coital

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co·i·tal

(kō'i-tăl),
Pertaining to coitus.
Farlex Partner Medical Dictionary © Farlex 2012

coital

Referring to coitus, see there.
Segen's Medical Dictionary. © 2012 Farlex, Inc. All rights reserved.

co·i·tal

(kō'i-tăl)
Pertaining to coitus.
Medical Dictionary for the Health Professions and Nursing © Farlex 2012

coitus

(ko'i-tus)
Sexual intercourse between a man and a woman by insertion of the penis into the vagina. Synonym: coition; copulation; sexual intercoursecoital (-tal), adjective

coitus interruptus

Coitus with withdrawal of the penis from the vagina before seminal emission occurs. This is not an effective method of contraception.

coitus reservatus

Coitus with intentional suppression of ejaculation.

coitus Saxonius

Coitus with manual pressure placed either on the urethra at the underside of the penis or in the perineum to block the emission of semen at ejaculation; also called the squeeze technique. It is used to prevent premature ejaculation.
Medical Dictionary, © 2009 Farlex and Partners
References in periodicals archive ?
[I]f one has a right to procreate coitally, then one has the right to reproduce non-coitally.
At most a right to procreate coitally for married couples might be recognized because of the long tradition associating marriage and coital reproduction.
Stern and Leiblum (1984) found that bottle-feeders were significantly more coitally active than breastfeeding women by 5 to 8 weeks postpartum.
The relationship between reproductive and contraceptive knowledge (RCK) and contraceptive behavior has been studied extensively in an effort to address coitally active teenagers' ineffective patterns of contraceptive use.
Since courts have recognized persons' rights to reproduce coitally, and not to reproduce coitally, their right to pursue those ends by noncoital means, if necessary, must also be protected.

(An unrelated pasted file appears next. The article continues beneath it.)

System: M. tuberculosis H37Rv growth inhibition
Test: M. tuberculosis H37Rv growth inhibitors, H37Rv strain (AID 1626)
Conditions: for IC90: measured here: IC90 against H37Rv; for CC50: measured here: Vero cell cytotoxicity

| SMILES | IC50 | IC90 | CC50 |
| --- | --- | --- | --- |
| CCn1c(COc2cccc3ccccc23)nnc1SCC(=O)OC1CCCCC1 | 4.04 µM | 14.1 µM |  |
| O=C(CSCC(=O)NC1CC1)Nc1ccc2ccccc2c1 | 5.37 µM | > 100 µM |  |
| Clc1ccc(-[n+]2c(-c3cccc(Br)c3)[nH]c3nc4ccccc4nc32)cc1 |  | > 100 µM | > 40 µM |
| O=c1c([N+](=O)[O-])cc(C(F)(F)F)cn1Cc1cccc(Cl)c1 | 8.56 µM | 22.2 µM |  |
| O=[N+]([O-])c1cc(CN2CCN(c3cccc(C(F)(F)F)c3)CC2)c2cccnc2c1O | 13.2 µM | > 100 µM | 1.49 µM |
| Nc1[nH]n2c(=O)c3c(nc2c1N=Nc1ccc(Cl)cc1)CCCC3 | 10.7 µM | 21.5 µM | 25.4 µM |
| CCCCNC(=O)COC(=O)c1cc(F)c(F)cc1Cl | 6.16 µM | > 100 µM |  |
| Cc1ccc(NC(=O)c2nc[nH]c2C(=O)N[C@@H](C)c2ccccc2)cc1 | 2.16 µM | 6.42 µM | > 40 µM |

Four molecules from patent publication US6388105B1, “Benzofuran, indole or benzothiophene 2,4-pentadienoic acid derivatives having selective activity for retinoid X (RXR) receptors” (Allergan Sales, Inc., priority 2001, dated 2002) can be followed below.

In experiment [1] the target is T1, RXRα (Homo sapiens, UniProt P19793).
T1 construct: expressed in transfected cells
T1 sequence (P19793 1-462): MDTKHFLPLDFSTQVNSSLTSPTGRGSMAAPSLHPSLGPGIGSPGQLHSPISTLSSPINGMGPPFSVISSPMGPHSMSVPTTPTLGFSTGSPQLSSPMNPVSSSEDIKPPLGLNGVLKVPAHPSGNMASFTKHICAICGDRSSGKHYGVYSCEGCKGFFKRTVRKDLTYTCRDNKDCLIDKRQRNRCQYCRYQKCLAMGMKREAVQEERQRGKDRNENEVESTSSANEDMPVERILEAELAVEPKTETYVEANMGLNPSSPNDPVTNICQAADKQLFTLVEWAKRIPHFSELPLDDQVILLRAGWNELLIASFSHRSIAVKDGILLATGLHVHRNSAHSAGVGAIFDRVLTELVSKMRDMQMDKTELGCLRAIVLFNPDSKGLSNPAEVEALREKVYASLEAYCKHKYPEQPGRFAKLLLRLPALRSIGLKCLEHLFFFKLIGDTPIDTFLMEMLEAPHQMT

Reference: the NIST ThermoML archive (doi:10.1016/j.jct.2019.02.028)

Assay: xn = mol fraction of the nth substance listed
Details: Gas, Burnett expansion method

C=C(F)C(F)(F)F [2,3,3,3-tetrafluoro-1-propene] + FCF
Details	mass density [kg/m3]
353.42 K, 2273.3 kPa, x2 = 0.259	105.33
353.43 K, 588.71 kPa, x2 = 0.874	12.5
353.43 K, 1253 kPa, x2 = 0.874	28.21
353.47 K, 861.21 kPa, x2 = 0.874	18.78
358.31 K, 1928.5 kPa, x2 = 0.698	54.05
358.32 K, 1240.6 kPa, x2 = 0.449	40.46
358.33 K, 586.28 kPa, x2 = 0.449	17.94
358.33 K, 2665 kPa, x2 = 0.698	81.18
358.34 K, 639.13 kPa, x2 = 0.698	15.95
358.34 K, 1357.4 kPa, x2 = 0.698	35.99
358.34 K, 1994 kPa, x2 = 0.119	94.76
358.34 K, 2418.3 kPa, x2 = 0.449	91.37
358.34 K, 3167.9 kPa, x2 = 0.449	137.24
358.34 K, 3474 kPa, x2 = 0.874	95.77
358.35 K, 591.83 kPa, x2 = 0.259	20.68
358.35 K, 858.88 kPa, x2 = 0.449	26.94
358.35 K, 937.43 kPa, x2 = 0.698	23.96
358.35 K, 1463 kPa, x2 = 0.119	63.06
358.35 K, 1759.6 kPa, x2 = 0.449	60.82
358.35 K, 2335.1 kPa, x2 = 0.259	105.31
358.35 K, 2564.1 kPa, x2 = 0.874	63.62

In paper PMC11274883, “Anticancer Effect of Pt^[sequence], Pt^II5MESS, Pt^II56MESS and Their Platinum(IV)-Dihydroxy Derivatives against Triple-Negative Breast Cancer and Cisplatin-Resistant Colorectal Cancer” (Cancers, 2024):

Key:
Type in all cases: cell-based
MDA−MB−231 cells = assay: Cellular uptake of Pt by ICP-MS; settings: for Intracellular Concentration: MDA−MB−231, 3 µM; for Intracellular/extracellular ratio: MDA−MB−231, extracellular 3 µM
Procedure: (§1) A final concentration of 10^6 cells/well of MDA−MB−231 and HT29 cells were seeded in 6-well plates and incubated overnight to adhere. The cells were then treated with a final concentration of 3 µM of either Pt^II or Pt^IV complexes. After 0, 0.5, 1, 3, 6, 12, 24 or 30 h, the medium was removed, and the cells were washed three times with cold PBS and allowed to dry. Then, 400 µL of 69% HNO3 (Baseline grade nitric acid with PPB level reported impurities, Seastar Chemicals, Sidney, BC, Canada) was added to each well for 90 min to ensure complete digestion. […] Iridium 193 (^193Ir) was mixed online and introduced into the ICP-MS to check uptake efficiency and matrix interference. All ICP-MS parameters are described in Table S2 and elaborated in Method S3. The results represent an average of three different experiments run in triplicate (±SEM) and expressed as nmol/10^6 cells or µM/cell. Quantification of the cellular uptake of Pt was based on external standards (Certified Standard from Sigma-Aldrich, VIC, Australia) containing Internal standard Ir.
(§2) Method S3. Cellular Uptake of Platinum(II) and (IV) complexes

Robertson argues that one could and should infer from the fight of couples to avoid procreation a correlative right to procreate, and from the unregulated freedom of married couples to add to their families coitally a freedom to do so noncoitally.
We note that a clear majority of sexually experienced women in each age group (76% to 85%) was also currently coitally active based on their reports of having had sexual intercourse during the preceding six months.
Table 2 Age of First Sexual Intercourse Among Coitally Experienced Unmarried Canadian Women Aged 15-17, 18-24, and 25-29 15-17 18-24 25-29 (N=23) (N=190) (N=113) 13 or younger 13% 13% 7% 14 16% 14% 8% 15 12% 17% 8% 16 39% 21% 11% 17 19% 15% 22% 18 -- 8% 14% 19/older -- 8% 26% Note: Percent reporting ages of first intercourse does not add to precisely 100% due to a small number of subjects who did not respond to this item.
Eleven percent of respondents had never had intercourse: of those who had, 88% were coitally active during the previous six months.
Contraceptive neglect was often present among younger unmarried women, with only 60% of coitally active 15- to 17-year-olds and only 68% of 18- to 24-year-olds reporting that they always used a method of contraception during the preceding six months.